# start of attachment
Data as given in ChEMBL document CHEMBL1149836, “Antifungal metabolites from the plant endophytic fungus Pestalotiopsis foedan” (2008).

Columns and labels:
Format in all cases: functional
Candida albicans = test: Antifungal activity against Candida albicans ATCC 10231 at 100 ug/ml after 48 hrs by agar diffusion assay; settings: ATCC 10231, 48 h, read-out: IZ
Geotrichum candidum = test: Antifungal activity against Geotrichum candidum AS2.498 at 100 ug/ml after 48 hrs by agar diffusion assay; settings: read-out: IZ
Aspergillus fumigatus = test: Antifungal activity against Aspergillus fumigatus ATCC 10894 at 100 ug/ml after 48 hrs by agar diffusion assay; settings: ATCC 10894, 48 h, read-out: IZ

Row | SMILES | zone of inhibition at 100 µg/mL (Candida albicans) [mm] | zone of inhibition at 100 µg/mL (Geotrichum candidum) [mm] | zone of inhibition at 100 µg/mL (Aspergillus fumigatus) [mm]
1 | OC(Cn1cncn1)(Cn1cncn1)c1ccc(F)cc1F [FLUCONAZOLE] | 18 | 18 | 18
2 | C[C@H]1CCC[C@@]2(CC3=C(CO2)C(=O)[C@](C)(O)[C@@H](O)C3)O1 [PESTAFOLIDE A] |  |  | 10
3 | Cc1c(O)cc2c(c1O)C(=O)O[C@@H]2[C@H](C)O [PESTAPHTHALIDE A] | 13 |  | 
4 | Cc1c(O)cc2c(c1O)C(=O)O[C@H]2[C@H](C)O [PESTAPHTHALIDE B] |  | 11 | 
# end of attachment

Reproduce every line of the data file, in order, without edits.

Data as given in ChEMBL document CHEMBL1149836, “Antifungal metabolites from the plant endophytic fungus Pestalotiopsis foedan” (2008).

Columns and labels:
Format in all cases: functional
Candida albicans = test: Antifungal activity against Candida albicans ATCC 10231 at 100 ug/ml after 48 hrs by agar diffusion assay; settings: ATCC 10231, 48 h, read-out: IZ
Geotrichum candidum = test: Antifungal activity against Geotrichum candidum AS2.498 at 100 ug/ml after 48 hrs by agar diffusion assay; settings: read-out: IZ
Aspergillus fumigatus = test: Antifungal activity against Aspergillus fumigatus ATCC 10894 at 100 ug/ml after 48 hrs by agar diffusion assay; settings: ATCC 10894, 48 h, read-out: IZ

Row | SMILES | zone of inhibition at 100 µg/mL (Candida albicans) [mm] | zone of inhibition at 100 µg/mL (Geotrichum candidum) [mm] | zone of inhibition at 100 µg/mL (Aspergillus fumigatus) [mm]
1 | OC(Cn1cncn1)(Cn1cncn1)c1ccc(F)cc1F [FLUCONAZOLE] | 18 | 18 | 18
2 | C[C@H]1CCC[C@@]2(CC3=C(CO2)C(=O)[C@](C)(O)[C@@H](O)C3)O1 [PESTAFOLIDE A] |  |  | 10
3 | Cc1c(O)cc2c(c1O)C(=O)O[C@@H]2[C@H](C)O [PESTAPHTHALIDE A] | 13 |  | 
4 | Cc1c(O)cc2c(c1O)C(=O)O[C@H]2[C@H](C)O [PESTAPHTHALIDE B] |  | 11 | 